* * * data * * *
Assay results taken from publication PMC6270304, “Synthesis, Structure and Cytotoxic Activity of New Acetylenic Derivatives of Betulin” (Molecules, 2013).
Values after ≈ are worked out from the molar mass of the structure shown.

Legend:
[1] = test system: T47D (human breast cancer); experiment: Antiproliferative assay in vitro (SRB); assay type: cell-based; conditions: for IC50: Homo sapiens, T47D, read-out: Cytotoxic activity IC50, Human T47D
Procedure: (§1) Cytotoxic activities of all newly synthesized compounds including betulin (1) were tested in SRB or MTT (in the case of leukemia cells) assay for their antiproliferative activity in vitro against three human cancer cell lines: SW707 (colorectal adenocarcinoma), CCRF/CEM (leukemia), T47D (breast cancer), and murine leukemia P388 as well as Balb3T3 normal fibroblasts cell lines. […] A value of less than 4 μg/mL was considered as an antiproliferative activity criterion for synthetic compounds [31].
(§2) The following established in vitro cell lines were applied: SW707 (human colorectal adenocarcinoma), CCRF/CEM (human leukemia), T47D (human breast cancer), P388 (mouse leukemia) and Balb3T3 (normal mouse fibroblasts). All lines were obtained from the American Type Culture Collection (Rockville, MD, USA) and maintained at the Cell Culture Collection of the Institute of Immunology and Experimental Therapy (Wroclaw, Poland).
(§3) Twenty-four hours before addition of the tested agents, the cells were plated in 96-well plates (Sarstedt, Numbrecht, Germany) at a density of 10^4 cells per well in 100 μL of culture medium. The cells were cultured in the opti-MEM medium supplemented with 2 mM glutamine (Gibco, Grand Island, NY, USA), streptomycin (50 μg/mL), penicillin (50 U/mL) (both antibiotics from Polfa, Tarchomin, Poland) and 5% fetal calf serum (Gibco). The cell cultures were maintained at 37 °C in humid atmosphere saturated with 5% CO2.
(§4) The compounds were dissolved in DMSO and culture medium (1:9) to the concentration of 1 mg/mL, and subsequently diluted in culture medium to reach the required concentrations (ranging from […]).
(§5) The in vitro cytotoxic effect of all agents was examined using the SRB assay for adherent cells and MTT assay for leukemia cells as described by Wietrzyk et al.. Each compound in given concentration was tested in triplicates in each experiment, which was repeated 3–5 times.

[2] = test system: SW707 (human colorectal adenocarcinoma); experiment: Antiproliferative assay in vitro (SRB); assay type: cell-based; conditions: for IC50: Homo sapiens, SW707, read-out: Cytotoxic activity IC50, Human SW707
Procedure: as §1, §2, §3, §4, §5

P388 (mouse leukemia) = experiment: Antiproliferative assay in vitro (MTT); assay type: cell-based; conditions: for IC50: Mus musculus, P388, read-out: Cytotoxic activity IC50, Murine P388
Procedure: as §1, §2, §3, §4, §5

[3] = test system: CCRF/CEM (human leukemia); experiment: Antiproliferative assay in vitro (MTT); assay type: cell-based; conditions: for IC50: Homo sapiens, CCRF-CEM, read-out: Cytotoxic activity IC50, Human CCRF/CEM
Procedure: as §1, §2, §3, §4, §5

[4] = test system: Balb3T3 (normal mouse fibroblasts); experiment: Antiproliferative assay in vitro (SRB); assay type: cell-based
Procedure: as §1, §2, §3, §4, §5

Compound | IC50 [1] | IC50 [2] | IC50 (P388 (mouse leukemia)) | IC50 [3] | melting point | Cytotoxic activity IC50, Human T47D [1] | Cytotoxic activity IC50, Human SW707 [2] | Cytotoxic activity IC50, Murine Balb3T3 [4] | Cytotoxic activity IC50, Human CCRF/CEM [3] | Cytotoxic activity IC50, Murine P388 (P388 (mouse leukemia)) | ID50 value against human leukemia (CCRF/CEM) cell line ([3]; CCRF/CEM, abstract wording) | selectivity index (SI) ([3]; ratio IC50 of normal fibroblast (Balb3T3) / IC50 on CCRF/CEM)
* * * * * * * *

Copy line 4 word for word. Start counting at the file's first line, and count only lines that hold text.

[1] = test system: T47D (human breast cancer); experiment: Antiproliferative assay in vitro (SRB); assay type: cell-based; conditions: for IC50: Homo sapiens, T47D, read-out: Cytotoxic activity IC50, Human T47D